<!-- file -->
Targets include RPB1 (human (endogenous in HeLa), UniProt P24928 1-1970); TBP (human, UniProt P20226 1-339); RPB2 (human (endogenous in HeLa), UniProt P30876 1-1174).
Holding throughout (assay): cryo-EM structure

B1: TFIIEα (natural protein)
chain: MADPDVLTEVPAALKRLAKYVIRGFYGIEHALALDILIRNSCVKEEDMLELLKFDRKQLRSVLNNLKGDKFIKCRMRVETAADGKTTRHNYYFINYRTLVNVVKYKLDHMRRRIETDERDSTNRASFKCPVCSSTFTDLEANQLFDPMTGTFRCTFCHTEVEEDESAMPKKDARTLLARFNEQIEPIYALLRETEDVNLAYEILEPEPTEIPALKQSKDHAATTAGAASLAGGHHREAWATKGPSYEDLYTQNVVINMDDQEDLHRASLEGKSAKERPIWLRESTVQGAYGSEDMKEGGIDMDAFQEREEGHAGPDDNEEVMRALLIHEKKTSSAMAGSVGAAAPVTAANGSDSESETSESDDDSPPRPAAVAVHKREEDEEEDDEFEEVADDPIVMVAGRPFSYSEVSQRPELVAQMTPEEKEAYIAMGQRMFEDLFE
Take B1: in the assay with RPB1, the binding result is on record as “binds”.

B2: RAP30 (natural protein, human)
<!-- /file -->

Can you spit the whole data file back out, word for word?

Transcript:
Targets include RPB1 (human (endogenous in HeLa), UniProt P24928 1-1970); TBP (human, UniProt P20226 1-339); RPB2 (human (endogenous in HeLa), UniProt P30876 1-1174).
Holding throughout (assay): cryo-EM structure

B1: TFIIEα (natural protein)
chain: MADPDVLTEVPAALKRLAKYVIRGFYGIEHALALDILIRNSCVKEEDMLELLKFDRKQLRSVLNNLKGDKFIKCRMRVETAADGKTTRHNYYFINYRTLVNVVKYKLDHMRRRIETDERDSTNRASFKCPVCSSTFTDLEANQLFDPMTGTFRCTFCHTEVEEDESAMPKKDARTLLARFNEQIEPIYALLRETEDVNLAYEILEPEPTEIPALKQSKDHAATTAGAASLAGGHHREAWATKGPSYEDLYTQNVVINMDDQEDLHRASLEGKSAKERPIWLRESTVQGAYGSEDMKEGGIDMDAFQEREEGHAGPDDNEEVMRALLIHEKKTSSAMAGSVGAAAPVTAANGSDSESETSESDDDSPPRPAAVAVHKREEDEEEDDEFEEVADDPIVMVAGRPFSYSEVSQRPELVAQMTPEEKEAYIAMGQRMFEDLFE
Take B1: in the assay with RPB1, the binding result is on record as “binds”.

B2: RAP30 (natural protein, human)